The party moving for summary judgment has the burden of showing that there is no genuine issue of material fact and that the party is entitled to judgment as a matter of law. ORCP 47 D; Seeborg v. General Motors Corporation,284 Or. 695, 699, 588 P.2d 1100 (1978). The moving party has the burden even on issues that the opposing party would be required to prove at trial. We view the summary judgment record in the light most favorable to the party opposing the motion.

284 Or. at 699, 588 P.2d 1100.

The essence of the complaint is that defendants agreed to and did dispose of assets of the corporation for "inadequate consideration,"2 both when the bulk of the corporate assets were sold and leading up to the time of sale. The claims charge that defendants intentionally defrauded plaintiff, depleted its assets so that its value would be reduced and then sold plaintiff's assets to Koster to benefit the formation of Mirage Marine, with which all defendants were associated.
As plaintiff asserts, most of the averments in defendants' affidavits merely deny the allegations of the complaint. For example, the complaint alleges that Baseler and Britton disposed of inventory by selling it to Koster for prices far below cost. Koster's affidavit says that he "always gave adequate consideration for everything that I obtained from [plaintiff]." Defendants' mere denials are not facts underlying the conclusion that the consideration was adequate and, therefore, do not establish that there is no genuine issue of material fact. Edwards v. Lewis, 76 Or.App. 94, 97 n. 1, 707 P.2d 1298 (1985), rev. den. 300 Or. 477, 713 P.2d 1058 (1986); Thurman v. Thomas,70 Or.App. 159, 163, 688 P.2d 125 (1984).
Other averments in defendants' affidavits do not meet the allegations and, therefore, do not provide evidence that they are entitled to judgment. Although the parties argue about whether the affidavits contain negative pregnants, which plaintiff argues should be deemed to be admissions, see ORCP 20G, the true flaw is that the affidavits do not contain facts that show that the claims should be resolved in defendants' favor. For example, plaintiff alleges that defendants failed to pay plaintiff's ordinary operating expenses, thereby rendering plaintiff insolvent and unable to continue. Hubbart's and Baseler's affidavits state that any failure to pay operating expenses was justified under the financial circumstances due to lack of adequate cash flow. Those averments do not resolve factual disputes; they create them.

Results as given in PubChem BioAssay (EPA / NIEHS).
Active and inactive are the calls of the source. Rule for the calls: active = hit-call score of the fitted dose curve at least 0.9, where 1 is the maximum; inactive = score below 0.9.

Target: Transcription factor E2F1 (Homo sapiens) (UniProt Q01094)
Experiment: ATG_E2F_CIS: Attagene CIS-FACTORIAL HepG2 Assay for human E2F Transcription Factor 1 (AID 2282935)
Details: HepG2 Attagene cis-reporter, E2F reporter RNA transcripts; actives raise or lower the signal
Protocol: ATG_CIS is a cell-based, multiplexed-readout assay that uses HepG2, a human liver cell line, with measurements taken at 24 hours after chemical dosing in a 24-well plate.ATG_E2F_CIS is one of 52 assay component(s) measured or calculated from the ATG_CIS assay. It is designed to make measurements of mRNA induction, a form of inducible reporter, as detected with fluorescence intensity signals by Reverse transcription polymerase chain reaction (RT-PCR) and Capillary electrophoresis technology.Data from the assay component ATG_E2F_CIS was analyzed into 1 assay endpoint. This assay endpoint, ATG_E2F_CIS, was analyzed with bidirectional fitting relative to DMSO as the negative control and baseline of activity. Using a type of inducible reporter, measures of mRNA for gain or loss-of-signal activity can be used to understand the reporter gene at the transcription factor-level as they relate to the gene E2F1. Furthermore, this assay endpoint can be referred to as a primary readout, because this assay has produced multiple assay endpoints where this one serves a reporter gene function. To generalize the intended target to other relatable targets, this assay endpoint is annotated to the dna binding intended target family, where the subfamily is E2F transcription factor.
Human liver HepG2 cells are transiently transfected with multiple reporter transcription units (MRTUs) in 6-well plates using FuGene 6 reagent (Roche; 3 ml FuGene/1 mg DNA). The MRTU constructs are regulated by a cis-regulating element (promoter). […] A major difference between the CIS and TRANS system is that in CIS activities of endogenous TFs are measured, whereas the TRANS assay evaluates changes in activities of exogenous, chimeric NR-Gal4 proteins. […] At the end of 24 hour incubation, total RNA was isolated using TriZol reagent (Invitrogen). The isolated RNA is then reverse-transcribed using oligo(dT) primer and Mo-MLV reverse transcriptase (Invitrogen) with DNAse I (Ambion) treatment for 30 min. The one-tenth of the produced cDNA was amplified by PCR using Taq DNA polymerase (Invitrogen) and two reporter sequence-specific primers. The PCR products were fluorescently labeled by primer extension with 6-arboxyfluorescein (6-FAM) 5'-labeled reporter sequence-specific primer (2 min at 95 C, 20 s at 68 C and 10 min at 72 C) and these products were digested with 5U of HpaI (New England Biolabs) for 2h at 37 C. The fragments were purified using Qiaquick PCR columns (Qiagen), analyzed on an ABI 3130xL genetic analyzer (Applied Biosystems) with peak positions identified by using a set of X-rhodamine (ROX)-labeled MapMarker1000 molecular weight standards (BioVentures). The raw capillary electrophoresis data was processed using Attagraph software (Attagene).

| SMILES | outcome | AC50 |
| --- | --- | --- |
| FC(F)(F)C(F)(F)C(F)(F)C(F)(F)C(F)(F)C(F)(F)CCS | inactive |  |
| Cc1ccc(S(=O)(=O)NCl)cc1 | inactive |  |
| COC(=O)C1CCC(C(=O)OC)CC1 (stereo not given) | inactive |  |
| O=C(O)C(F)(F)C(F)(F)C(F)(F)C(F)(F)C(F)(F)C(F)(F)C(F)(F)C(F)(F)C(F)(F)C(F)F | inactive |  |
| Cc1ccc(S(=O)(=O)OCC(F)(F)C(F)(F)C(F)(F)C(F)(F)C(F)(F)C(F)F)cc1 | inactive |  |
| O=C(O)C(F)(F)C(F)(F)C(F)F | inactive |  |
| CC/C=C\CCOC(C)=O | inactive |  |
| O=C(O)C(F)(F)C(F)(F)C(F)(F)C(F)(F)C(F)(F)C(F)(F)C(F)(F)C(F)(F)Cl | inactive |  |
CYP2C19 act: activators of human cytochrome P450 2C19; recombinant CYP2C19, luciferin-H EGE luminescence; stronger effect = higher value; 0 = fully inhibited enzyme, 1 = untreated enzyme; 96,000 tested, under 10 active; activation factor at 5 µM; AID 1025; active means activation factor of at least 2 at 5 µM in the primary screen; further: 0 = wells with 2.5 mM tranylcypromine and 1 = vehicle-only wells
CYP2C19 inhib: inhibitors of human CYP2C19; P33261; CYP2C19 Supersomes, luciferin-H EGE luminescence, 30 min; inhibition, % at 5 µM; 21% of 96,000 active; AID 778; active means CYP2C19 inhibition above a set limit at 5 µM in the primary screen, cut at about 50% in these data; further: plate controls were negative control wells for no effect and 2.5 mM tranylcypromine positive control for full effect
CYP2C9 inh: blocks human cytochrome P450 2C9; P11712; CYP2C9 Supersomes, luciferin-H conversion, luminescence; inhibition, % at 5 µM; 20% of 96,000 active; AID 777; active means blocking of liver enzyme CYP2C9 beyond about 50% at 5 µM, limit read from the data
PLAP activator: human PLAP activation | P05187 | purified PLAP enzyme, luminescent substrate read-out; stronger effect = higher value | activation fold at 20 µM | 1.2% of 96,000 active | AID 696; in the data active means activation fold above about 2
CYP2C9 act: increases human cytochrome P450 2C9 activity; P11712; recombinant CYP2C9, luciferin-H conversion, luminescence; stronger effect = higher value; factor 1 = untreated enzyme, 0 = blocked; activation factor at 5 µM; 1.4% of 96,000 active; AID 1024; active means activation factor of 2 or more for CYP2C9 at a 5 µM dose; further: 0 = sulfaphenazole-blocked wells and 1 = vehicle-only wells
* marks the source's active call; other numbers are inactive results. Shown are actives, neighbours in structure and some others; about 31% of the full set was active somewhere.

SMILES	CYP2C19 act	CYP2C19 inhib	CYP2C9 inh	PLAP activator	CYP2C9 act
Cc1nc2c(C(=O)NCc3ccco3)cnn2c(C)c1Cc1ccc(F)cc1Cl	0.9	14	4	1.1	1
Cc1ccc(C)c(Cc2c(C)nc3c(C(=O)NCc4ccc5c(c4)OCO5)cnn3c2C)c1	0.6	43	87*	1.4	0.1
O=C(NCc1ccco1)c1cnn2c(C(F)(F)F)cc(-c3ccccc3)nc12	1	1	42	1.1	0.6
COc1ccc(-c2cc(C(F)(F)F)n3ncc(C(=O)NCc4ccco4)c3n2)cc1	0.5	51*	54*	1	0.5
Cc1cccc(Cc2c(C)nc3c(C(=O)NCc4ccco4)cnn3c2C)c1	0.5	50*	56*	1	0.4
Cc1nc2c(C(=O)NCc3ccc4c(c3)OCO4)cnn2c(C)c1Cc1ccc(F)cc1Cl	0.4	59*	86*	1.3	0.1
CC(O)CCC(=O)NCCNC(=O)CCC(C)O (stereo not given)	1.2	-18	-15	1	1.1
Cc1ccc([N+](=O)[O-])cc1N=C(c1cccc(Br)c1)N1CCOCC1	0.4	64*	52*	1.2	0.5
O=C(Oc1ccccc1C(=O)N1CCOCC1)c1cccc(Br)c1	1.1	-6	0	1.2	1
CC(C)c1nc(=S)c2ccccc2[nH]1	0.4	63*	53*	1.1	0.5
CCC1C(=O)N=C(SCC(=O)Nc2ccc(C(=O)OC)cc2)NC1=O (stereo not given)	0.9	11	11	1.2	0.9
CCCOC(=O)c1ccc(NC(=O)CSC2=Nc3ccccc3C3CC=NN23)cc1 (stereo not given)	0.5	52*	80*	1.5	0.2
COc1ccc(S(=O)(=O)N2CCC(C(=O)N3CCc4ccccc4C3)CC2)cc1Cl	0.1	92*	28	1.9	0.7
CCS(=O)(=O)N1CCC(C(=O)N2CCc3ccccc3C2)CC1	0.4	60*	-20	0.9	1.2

Because defendants' affidavits do not establish that they are entitled to summary

[ 840 P.2d 1339 ]

judgment, 3 we need not consider defendants' arguments relating to the adequacy of plaintiff's counteraffidavits.
Because of our disposition of the summary judgment, the award of attorney fees to defendants is also reversed.

Reversed and remanded.




1. The trial court dismissed the claims against defendant Britton. That dismissal is not an issue in this appeal.

2. It is apparent from the complaint that the phrase "inadequate consideration" is intended to mean less than fair market value, rather that to relate to adequacy of consideration to support an enforceable contract. See 1 Corbin, Contracts ? 127 (1963).

3. We do not imply by mentioning specific material facts that are unresolved by defendants' affidavits that they are the only material facts still in dispute."